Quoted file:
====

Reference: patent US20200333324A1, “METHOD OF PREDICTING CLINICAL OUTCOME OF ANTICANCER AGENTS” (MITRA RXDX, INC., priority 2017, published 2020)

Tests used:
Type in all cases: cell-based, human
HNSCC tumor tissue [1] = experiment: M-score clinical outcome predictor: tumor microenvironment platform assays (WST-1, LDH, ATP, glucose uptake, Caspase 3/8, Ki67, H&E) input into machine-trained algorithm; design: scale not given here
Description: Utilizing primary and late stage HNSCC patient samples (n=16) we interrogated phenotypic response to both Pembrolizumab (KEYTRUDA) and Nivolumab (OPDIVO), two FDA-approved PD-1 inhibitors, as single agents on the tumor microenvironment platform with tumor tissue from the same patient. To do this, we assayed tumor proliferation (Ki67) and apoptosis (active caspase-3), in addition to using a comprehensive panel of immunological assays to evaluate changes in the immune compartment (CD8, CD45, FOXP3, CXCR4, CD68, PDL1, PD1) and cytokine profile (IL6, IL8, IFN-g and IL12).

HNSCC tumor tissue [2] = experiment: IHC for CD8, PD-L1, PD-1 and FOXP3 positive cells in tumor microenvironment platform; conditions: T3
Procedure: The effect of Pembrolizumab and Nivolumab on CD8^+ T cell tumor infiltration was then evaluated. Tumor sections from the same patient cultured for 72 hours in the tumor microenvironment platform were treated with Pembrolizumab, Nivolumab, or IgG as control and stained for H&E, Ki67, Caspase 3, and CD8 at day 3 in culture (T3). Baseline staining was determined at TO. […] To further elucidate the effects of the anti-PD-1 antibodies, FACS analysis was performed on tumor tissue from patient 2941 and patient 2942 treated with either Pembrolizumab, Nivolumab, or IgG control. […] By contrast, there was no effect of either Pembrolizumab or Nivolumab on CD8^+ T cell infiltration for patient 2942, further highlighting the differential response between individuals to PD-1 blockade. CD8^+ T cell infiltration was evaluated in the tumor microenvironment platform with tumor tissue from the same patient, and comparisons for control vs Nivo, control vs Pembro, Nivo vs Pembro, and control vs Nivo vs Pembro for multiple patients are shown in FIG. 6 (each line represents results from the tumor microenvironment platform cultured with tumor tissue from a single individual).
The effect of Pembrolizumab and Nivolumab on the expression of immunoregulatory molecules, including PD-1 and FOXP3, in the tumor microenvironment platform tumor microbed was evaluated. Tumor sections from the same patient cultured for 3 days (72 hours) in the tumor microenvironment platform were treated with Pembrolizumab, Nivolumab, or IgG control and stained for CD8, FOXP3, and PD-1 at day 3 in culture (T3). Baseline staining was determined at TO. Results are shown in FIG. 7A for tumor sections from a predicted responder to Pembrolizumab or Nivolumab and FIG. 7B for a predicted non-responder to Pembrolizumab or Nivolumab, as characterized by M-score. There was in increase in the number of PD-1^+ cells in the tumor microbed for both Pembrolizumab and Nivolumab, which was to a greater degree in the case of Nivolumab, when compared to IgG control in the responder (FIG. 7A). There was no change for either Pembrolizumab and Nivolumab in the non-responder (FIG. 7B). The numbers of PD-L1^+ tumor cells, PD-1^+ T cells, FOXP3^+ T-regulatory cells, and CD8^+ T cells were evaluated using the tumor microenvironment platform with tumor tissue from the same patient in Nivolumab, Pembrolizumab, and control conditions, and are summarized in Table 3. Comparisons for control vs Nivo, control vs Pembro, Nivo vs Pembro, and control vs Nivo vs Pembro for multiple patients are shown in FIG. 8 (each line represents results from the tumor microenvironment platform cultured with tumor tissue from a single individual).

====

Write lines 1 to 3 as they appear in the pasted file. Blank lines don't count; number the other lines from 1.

Reference: patent US20200333324A1, “METHOD OF PREDICTING CLINICAL OUTCOME OF ANTICANCER AGENTS” (MITRA RXDX, INC., priority 2017, published 2020)

Tests used:
Type in all cases: cell-based, human